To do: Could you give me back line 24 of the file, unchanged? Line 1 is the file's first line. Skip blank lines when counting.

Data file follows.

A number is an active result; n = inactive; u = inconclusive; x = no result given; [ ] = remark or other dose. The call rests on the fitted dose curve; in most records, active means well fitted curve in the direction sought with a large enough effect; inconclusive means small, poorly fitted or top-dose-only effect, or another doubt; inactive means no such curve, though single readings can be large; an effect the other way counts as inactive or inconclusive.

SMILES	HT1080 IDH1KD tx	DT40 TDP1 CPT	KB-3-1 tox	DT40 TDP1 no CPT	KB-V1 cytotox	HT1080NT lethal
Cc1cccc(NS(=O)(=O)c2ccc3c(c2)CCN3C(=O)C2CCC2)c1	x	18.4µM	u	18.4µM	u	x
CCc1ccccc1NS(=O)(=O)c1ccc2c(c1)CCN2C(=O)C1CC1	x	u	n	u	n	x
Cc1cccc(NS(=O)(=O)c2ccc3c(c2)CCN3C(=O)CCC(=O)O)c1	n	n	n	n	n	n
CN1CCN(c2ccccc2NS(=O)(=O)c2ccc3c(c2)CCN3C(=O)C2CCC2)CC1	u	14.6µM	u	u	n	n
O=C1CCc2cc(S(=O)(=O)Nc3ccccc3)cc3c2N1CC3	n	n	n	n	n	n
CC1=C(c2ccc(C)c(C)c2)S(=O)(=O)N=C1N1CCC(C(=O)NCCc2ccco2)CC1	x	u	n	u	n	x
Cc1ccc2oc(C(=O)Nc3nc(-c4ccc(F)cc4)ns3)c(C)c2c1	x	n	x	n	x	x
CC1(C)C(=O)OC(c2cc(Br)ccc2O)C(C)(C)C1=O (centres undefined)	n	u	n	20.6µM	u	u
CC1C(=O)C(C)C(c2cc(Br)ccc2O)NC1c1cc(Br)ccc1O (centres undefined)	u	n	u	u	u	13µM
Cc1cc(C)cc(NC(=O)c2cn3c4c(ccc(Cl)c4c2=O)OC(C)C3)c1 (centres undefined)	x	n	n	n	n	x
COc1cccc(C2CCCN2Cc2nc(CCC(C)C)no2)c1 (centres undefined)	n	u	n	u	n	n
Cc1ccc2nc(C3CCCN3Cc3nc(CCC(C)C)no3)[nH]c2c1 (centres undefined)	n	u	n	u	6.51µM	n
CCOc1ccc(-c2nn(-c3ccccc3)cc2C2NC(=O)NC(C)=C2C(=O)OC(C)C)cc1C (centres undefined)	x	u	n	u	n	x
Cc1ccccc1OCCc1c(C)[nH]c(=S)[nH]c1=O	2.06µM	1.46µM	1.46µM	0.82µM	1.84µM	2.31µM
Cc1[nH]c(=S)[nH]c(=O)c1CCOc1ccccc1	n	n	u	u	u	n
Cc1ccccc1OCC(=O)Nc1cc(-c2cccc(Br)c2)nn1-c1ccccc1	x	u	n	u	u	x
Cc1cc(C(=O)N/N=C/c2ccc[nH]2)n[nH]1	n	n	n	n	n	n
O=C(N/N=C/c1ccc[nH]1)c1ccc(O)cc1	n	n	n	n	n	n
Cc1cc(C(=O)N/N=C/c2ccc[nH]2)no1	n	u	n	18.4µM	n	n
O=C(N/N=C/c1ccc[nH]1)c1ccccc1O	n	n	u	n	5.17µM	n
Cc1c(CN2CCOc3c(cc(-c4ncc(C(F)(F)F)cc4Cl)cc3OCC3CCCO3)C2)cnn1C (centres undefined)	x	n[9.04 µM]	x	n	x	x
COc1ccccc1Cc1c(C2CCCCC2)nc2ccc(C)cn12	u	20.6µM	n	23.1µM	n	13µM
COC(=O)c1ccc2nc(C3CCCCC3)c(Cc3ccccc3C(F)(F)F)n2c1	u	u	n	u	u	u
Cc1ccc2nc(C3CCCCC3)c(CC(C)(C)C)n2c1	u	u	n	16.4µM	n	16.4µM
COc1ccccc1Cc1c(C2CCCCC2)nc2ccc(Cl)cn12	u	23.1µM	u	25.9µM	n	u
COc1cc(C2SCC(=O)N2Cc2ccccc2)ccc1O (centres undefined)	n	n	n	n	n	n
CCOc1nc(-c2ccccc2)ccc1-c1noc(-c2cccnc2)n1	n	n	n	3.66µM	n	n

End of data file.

COc1ccccc1Cc1c(C2CCCCC2)nc2ccc(C)cn12	u	20.6µM	n	23.1µM	n	13µM